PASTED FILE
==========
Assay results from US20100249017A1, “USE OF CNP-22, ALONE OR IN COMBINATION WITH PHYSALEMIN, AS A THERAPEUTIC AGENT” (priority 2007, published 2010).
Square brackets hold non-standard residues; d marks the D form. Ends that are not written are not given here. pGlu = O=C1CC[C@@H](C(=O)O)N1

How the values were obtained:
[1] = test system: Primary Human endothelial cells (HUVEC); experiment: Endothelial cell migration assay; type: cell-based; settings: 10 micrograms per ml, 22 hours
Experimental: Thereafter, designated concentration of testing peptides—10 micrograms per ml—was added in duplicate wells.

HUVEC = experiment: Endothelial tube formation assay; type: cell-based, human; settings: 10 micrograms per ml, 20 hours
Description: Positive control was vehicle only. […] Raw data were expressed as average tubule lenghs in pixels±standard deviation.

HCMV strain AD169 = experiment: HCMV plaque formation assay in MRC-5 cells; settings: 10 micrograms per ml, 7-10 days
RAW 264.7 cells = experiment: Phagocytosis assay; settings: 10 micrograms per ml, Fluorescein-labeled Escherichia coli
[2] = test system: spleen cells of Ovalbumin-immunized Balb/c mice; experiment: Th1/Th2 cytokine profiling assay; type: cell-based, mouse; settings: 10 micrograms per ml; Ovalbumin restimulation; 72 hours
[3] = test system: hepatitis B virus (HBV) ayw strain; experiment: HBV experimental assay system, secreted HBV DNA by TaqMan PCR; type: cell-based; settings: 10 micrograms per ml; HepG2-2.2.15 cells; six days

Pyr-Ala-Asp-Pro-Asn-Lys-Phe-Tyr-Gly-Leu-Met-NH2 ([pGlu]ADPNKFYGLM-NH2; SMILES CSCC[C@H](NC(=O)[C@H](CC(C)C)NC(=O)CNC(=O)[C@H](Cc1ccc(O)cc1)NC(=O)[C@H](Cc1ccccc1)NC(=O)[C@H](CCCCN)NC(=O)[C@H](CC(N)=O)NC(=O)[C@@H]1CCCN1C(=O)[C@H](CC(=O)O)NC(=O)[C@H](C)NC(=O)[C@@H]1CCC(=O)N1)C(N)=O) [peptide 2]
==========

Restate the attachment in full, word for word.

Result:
Assay results from US20100249017A1, “USE OF CNP-22, ALONE OR IN COMBINATION WITH PHYSALEMIN, AS A THERAPEUTIC AGENT” (priority 2007, published 2010).
Square brackets hold non-standard residues; d marks the D form. Ends that are not written are not given here. pGlu = O=C1CC[C@@H](C(=O)O)N1

How the values were obtained:
[1] = test system: Primary Human endothelial cells (HUVEC); experiment: Endothelial cell migration assay; type: cell-based; settings: 10 micrograms per ml, 22 hours
Experimental: Thereafter, designated concentration of testing peptides—10 micrograms per ml—was added in duplicate wells.

HUVEC = experiment: Endothelial tube formation assay; type: cell-based, human; settings: 10 micrograms per ml, 20 hours
Description: Positive control was vehicle only. […] Raw data were expressed as average tubule lenghs in pixels±standard deviation.

HCMV strain AD169 = experiment: HCMV plaque formation assay in MRC-5 cells; settings: 10 micrograms per ml, 7-10 days
RAW 264.7 cells = experiment: Phagocytosis assay; settings: 10 micrograms per ml, Fluorescein-labeled Escherichia coli
[2] = test system: spleen cells of Ovalbumin-immunized Balb/c mice; experiment: Th1/Th2 cytokine profiling assay; type: cell-based, mouse; settings: 10 micrograms per ml; Ovalbumin restimulation; 72 hours
[3] = test system: hepatitis B virus (HBV) ayw strain; experiment: HBV experimental assay system, secreted HBV DNA by TaqMan PCR; type: cell-based; settings: 10 micrograms per ml; HepG2-2.2.15 cells; six days

Pyr-Ala-Asp-Pro-Asn-Lys-Phe-Tyr-Gly-Leu-Met-NH2 ([pGlu]ADPNKFYGLM-NH2; SMILES CSCC[C@H](NC(=O)[C@H](CC(C)C)NC(=O)CNC(=O)[C@H](Cc1ccc(O)cc1)NC(=O)[C@H](Cc1ccccc1)NC(=O)[C@H](CCCCN)NC(=O)[C@H](CC(N)=O)NC(=O)[C@@H]1CCCN1C(=O)[C@H](CC(=O)O)NC(=O)[C@H](C)NC(=O)[C@@H]1CCC(=O)N1)C(N)=O) [peptide 2]